What Is Cdc Doing About Psoriasis
In 2010, CDC worked with experts in psoriasis, psoriatic arthritis, and public health to develop a public health perspective that considers how these conditions affect the entire population. The resulting report is Developing and Addressing the Public Health Agenda for Psoriasis and Psoriatic Arthritis pdf icon. You can read a short article about the agendaexternal icon in The American Journal of Preventive Medicine.
CDCs National Health and Nutrition Examination Survey , an intermittent source of national psoriasis data, has included questions about psoriasis as late as the 2013-2014 cycle. A recent analysis of NHANES data estimates that 7.4 million adults had psoriasis in 2013external icon.
- Psoriasis causes patches of thick red skin and silvery scales. Patches are typically found on the elbows, knees, scalp, lower back, face, palms, and soles of feet, but can affect other places . The most common type of psoriasis is called plaque psoriasis.
- Psoriatic arthritis is an inflammatory type of arthritis that eventually occurs in 10% to 20% of people with psoriasis. It is different from more common types of arthritis and is thought to be related to the underlying problem of psoriasis.
- Psoriasis and psoriatic arthritis are sometimes considered together as psoriatic disease.
Who is at risk for psoriasis?
Anyone can get psoriasis. It occurs mostly in adults, but children can also get it. Men and women seem to have equal risk.
Can I get psoriasis from someone who has it?
What Is Metabolic Syndrome
Metabolic syndrome describes a group of risk factors that increase the risk for type 2 diabetes and heart disease. Just as people with psoriasis are at increased risk for diabetes, metabolic syndrome is more common in people with psoriasis. One study showed a strong link between the two. This means that people with psoriasis tend to be more likely to develop metabolic syndrome. This connection is likely even stronger in people with more severe psoriasis. The risk factors that make up metabolic syndrome include:
Increased waist size
High blood pressure
What Procedures And Tests Diagnose Guttate Psoriasis
Guttate psoriasis is a medical condition that is typically diagnosed after a doctor or health care professional performs a physical exam of the skin. The dermatologist generally can tell if it is psoriasis just by clinical judgment based on the appearance of the skin lesions.
Skin biopsies are occasionally necessary to confirm diagnosis of psoriatic lesions.
Blood tests to rule out other treatable diseases may be necessary. In young children, certain drug eruptions and occasionally viral rashes can be confused with guttate psoriasis.
Findings from blood tests may confirm that the patient had a streptococcal infection recently. Increased levels of antibodies to the streptolysin-O are present in more than one-half of patients.
This type of psoriasis may be treated at home in most mild to moderate cases. Keeping the skin moist will prevent extra irritation. Thick moisturizers applied after a bath to keep in moisture and soften the skin are helpful.
If it is summertime or the patient is in a part of the country where there is plenty of sunlight, careful graded increases in sun exposure may be quite helpful in diminishing the eruption. One must take special care to avoid a sunburn because this can occasionally result in an exacerbation of the eruption.
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Enhancing Healthcare Team Outcomes
Plaque psoriasis is a complex life long disorder with enormous morbidity. Thus, it is best managed by an interprofessional team.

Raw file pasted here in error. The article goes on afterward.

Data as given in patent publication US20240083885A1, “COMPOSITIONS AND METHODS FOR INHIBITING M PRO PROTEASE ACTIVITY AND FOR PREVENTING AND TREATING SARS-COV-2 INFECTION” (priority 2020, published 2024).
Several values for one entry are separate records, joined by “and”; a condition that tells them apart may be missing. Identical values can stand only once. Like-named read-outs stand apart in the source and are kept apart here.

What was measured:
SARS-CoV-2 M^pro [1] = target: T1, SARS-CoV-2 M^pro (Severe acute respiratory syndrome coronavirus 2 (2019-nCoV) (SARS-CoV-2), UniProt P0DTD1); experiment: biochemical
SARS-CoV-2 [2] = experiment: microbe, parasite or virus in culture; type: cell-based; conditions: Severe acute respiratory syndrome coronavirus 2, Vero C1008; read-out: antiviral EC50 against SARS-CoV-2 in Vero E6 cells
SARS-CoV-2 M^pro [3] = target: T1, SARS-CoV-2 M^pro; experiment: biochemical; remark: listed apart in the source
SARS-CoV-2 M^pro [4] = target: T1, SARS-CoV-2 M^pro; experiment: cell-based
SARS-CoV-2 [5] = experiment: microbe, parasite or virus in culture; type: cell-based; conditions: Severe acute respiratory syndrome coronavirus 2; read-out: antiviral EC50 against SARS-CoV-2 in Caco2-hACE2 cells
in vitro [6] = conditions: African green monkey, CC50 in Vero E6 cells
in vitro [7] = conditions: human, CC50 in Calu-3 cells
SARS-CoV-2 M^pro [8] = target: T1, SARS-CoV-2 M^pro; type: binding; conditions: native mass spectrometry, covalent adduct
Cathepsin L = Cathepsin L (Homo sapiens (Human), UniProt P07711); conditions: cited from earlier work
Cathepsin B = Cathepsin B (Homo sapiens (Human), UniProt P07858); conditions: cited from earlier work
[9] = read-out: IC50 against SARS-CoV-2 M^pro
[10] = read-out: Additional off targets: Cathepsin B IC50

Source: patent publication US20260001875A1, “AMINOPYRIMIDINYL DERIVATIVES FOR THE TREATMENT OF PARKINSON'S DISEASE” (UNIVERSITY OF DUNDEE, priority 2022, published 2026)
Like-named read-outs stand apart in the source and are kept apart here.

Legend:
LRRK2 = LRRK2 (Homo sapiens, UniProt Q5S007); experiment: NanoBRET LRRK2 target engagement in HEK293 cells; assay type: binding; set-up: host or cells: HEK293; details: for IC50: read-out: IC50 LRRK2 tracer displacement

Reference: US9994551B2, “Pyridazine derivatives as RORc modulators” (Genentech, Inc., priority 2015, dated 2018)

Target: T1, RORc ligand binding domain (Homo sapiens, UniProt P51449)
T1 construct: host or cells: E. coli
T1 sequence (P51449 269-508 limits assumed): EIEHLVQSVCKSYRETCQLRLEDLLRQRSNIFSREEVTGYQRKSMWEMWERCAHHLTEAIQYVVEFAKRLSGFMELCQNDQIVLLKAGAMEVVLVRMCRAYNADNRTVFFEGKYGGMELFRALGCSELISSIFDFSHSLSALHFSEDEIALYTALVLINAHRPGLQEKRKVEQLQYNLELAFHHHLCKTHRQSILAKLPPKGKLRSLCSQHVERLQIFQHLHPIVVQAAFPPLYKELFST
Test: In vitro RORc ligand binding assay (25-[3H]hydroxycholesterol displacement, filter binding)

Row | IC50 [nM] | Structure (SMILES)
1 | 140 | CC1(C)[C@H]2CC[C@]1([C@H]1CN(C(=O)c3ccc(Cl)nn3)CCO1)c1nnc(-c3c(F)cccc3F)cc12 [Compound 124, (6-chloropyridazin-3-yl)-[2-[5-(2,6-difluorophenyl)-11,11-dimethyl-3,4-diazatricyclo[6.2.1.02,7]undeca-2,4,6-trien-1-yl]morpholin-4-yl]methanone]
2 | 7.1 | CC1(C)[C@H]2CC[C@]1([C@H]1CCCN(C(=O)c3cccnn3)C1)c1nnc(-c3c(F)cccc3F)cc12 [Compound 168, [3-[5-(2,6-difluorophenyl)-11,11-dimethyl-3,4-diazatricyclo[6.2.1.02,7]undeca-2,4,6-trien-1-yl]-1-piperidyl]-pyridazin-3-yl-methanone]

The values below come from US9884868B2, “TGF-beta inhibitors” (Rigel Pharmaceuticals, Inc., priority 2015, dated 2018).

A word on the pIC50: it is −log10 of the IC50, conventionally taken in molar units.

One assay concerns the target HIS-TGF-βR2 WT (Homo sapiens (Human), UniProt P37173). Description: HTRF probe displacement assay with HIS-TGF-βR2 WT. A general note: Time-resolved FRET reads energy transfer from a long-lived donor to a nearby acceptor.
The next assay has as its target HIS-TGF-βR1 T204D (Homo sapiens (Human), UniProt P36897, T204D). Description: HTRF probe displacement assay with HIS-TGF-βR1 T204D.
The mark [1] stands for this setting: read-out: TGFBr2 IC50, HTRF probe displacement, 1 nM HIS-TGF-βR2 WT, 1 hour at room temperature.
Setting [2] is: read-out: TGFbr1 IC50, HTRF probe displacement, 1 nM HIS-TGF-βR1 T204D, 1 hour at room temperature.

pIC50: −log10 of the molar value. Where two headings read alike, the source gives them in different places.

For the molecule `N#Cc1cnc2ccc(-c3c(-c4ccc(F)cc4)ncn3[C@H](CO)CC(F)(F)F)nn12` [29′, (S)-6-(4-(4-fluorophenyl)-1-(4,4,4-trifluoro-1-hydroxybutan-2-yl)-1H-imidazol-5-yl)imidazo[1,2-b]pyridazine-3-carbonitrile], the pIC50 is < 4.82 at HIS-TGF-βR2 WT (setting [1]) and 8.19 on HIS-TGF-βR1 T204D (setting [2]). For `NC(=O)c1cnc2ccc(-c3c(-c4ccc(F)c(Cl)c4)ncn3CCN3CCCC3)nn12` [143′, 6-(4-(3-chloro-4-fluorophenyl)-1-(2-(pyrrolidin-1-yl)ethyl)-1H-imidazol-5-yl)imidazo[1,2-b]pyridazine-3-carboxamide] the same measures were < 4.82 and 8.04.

Insulin resistance and cardiovascular diseases are more common in psoriatic patients as are metabolic comorbidities. Obesity is the most common comorbidity observed in children with psoriasis. Many patients present with reduced quality of life and psychological manifestations and need special attention and counseling. Thus, primary care clinicians should advocate lifestyle modification such as reducing weight, reducing alcohol intake and smoking cessation may help control psoriasis, improve the results of treatment and prevent future complications.
Sudden onset, palmoplantar keratoderma, severe nail dystrophy, the involvement of skin folds should arouse suspicion of associated HIV infection in whom pustular forms are also more common with a higher frequency of arthritis.
What Is Erythrodermic Psoriasis
This is an uncommon but very serious form of psoriasis. Only 3 percent of people with psoriasis will develop erythrodermic psoriasis in their lifetime, according to the NPF.
This type usually occurs in people who have uncontrolled plaque psoriasis.
Erythrodermic psoriasis causes extremely red or otherwise discolored skin that affects most of the body.
- Pitting on nails
- Ridges or grooves in your nails
- Lifting of the nail away from the skin
- Crumbling of nails
Many people with plaque psoriasis also have nail psoriasis. For some, however, a single nail involvement may be the only form of psoriasis they develop.
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What Causes Psoriasis Outbreaks
Psoriasis outbreaks differ from person to person. No one knows exactly what causes flare-ups. Common psoriasis triggers may include:
- Skin injury .
- Streptococcal or other infection that affects the immune system.
- Certain prescription medications .
- Cold weather, when people have less exposure to sunlight and humidity and more to hot, dry indoor air.
How Does A Dermatologist Diagnose Psoriasis
To diagnose psoriasis, a dermatologist:
- Examines a patients skin, nails, and scalp for signs of psoriasis.
- Asks whether family members have psoriasis.
- Learns about what has been happening in the patients life. A dermatologist may want to know whether a patient has been under a lot of stress, had a recent illness, or just started taking a medicine.
Sometimes a dermatologist also removes a bit of skin. A dermatologist may call this confirming the diagnosis. By looking at the removed skin under a microscope, one can confirm whether a person has psoriasis.